Vice President Joe Biden pleaded for legislative action on gun control and mourned the victims of last Friday's mass shooting at a Planned Parenthood clinic in Colorado Springs, which killed three people, including a police officer and an Iraq War veteran.
"Their families and communities are left with black holes in their hearts wondering why," he said in a statement on Monday.
Like President Barack Obama on Saturday, Biden cited the numerous instances of gun violence over the years, saying that "enough is enough."
Read the full statement below.
Last night it was confirmed that four more young children spent their Thanksgiving holiday without their mother and father who were shot and killed by a gunman and hostage-taker in Colorado Springs. Jennifer Markovsky was 34. Beloved daughter and friend. A military spouse. Mother of a young son and daughter. Ke'Arre Stewart was 29. Iraq war veteran. Husband, father of two young daughters. Swore an oath to defend this country. Just like police officer Garrett Swasey, 44, who was also gunned down. Father of a young son and daughter. Loved his family, faith, and his calling to serve and protect his community. Jill and I are thinking of each of them and their families.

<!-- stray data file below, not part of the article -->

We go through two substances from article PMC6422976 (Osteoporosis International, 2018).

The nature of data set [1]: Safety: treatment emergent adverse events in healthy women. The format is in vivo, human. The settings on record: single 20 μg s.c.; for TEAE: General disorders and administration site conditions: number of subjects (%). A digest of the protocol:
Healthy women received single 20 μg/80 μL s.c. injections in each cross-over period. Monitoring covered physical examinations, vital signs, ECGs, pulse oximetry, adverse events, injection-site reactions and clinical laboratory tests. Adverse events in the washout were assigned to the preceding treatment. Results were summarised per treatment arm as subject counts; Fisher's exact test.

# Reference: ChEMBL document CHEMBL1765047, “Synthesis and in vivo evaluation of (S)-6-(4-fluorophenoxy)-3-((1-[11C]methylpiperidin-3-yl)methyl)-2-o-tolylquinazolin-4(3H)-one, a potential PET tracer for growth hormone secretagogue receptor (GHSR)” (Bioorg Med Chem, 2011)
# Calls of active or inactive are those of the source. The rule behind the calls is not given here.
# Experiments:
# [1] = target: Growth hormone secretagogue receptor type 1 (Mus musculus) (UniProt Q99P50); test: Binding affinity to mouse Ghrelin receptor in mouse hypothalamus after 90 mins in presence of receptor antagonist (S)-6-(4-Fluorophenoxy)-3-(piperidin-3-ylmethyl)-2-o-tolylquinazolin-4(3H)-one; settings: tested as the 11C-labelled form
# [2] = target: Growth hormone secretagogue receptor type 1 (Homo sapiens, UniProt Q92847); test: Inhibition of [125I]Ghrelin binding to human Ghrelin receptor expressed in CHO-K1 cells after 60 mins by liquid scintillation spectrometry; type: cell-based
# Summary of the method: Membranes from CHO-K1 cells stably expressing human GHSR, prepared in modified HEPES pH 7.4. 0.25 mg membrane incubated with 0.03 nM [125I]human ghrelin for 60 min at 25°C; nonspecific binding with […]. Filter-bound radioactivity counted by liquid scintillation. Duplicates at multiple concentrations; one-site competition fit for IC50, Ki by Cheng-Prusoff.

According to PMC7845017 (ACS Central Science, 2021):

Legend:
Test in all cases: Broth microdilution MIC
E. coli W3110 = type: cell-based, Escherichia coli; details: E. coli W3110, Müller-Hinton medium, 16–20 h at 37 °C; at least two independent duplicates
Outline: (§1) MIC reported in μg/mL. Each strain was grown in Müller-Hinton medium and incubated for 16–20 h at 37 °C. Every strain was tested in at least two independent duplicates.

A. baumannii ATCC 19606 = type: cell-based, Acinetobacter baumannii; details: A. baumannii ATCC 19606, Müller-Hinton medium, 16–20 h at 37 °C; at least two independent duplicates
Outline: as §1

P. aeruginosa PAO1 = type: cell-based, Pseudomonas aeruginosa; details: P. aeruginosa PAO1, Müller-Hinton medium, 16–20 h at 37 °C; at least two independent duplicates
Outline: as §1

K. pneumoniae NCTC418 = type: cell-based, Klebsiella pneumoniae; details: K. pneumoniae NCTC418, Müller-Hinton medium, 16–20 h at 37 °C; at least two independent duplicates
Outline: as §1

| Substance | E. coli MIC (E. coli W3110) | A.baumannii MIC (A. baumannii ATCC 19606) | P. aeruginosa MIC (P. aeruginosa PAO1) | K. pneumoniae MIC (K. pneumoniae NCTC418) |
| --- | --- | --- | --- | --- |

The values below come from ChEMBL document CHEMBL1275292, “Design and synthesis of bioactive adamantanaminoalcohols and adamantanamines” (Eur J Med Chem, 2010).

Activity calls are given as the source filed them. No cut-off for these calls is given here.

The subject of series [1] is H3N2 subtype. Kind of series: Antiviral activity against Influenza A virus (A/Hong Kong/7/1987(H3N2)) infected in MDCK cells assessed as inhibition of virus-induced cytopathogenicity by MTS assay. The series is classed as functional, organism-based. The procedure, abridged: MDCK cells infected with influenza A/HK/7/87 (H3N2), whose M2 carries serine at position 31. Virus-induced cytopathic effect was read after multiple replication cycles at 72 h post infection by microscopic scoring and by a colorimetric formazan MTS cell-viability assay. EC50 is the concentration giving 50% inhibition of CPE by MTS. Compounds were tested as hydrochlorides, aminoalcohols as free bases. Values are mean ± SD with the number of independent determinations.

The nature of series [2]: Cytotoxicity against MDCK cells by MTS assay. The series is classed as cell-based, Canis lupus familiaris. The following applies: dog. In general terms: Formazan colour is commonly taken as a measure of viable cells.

They join husbands, wives, fathers, mothers, sons, daughters, brothers, sisters, friends lost in Roseburg. Chattanooga. Charleston. Isla Vista. Overland Park. Navy Yard. Newtown. Oak Creek. Aurora. Tucson. Fort Hood. They join Americans, of every background, in cities large and small who, every day, leave home in the morning like they always do, but never return. Their families and communities are left with black holes in their hearts wondering why.
I join the President in believing this violence is not normal and this is not who we are as a country—that our prayers may provide comfort, but that the courage of our actions are what will truly honor the memory of those we've lost and truly answer who we are as Americans.
Twenty-two years ago today, as a United States Senator leading the fight for sensible gun violence prevention legislation, I stood in the East Room of the White House and saw the Brady Bill signed into law. Enacting that common sense law was not easy. But we forged a political consensus because Americans were fed up and demanded change. Today, once again, it's time for our political system to catch up with the overwhelming majority of the American people who want background checks, who want to keep assault weapons off our streets and out of the hands of people who have no business firing them, and who simply expect their elected officials to forge consensus and to do the right thing.
We've done it before. We must do it again. Enough is enough.
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